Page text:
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General News Tue, 3 Sep 2019

Large African businesses’ support for agric low – AGRA

Large African enterprises play a relatively minor role in directly supporting small-scale farmers in Africa, the 2019 Africa Agricultural Status Report (AASR) compiled by the Alliance for a Green Revolution in Africa (AGRA)

The report said, for example, only about five percent of rural farmers are directly linked to large firms through contract farming.

Nonetheless, it added, with proper support, large African businesses, including supermarkets and large processors (which now comprise 10-to-20 percent of the agri-food economy), present a huge opportunity as they are likely to play an expanding role in how farmers access credit, markets and will ultimately impact employment and rural incomes.

The report further noted that small and medium scale enterprises (SMEs) serve as the biggest market for African farmers on the African continent.

The report which highlights how the private sector’s role in the agri-food supply chains has undergone a revolution said most policy makers in Africa have failed to recognize the important roles of the private sector in the chain although it has bridged gaps that previously separated most small-scale farmers from commercial markets.

“SMEs are the biggest investors in building markets for farmers in Africa today, and will likely remain so for the next 10-to-20 years,” Dr. Agnes Kalibata, President of AGRA said as was captured in the report.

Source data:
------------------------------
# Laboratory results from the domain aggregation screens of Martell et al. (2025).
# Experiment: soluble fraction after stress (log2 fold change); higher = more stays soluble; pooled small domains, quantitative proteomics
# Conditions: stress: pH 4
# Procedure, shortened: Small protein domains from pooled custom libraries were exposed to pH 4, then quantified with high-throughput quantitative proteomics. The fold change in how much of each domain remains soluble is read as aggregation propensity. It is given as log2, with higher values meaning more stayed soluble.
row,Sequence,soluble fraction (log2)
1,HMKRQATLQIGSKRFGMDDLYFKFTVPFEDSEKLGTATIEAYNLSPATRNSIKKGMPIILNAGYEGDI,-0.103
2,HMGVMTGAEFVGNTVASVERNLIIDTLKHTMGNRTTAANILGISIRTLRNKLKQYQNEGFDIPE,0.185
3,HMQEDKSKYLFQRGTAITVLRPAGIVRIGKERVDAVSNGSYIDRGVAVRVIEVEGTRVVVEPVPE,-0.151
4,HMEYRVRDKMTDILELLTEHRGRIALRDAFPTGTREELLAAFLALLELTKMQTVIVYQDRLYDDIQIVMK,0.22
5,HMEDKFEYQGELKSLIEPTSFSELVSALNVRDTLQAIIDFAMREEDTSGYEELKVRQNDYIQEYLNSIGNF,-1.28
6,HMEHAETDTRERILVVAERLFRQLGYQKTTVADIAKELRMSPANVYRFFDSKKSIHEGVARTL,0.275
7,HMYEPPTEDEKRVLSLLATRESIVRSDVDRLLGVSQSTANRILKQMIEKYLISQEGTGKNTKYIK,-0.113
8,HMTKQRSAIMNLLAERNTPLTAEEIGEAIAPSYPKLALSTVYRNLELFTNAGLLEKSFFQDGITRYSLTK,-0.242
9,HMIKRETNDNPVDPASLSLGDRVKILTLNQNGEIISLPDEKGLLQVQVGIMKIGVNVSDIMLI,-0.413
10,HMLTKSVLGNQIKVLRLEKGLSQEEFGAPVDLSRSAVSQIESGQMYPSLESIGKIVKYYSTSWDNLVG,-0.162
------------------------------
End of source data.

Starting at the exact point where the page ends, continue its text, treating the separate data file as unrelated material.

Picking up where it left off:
“They are not a ‘missing middle,’ as is thought, but the ‘hidden middle,’ ready for support and investment to thrive further. Today, we bring them out into the light,” she added.

“In terms of the actual value, AASR finds that traders, truckers and processors constitute about 40 percent of the total gross value of the agri-food system in the region – this is the same as the share coming from farms. Retailers constitute the remaining 20 percent.

“Changing conditions have set the stage for the growth of these SMEs. Among these changes are: increases in farm productivity that make more raw material available; initial government investments in infrastructure such as roads; rapid and massive urbanization; diet change with rising demand for processed food; and rising investments by the entrepreneurs themselves.

“Compared to SMEs, and counter to common belief, the report shows that large enterprises play a relatively minor role in directly supporting small-scale farmers. For example, only about five percent of rural farmers are directly linked to large firms through contract farming. Nonetheless, with proper support, large African businesses, including supermarkets and large processors (which now comprise 10-to-20 percent of the agri-food economy), present a huge opportunity as they are likely to play an expanding role in how farmers access credit, markets and will ultimately impact employment and rural incomes,” it stated.

The report identifies other pivotal changes in African rural economies. It notes that although 70-80 percent of people in rural Africa work on their own farms, this work is often part-time, and comprises only 40 percent of total labor time in rural areas.

Meanwhile, it added, 60 percent of rural labor time is spent off the farm, and about 40 percent of this non-farm labor time is in agri-food system work such as wholesale, logistics, processing and retail (through both self-employment and wage labor). SMEs are the key employers in this sector, intertwined with rural family farmers. This interdependence makes their survival and growth even more crucial, with women and youth particularly benefiting.

Source: laudbusiness.com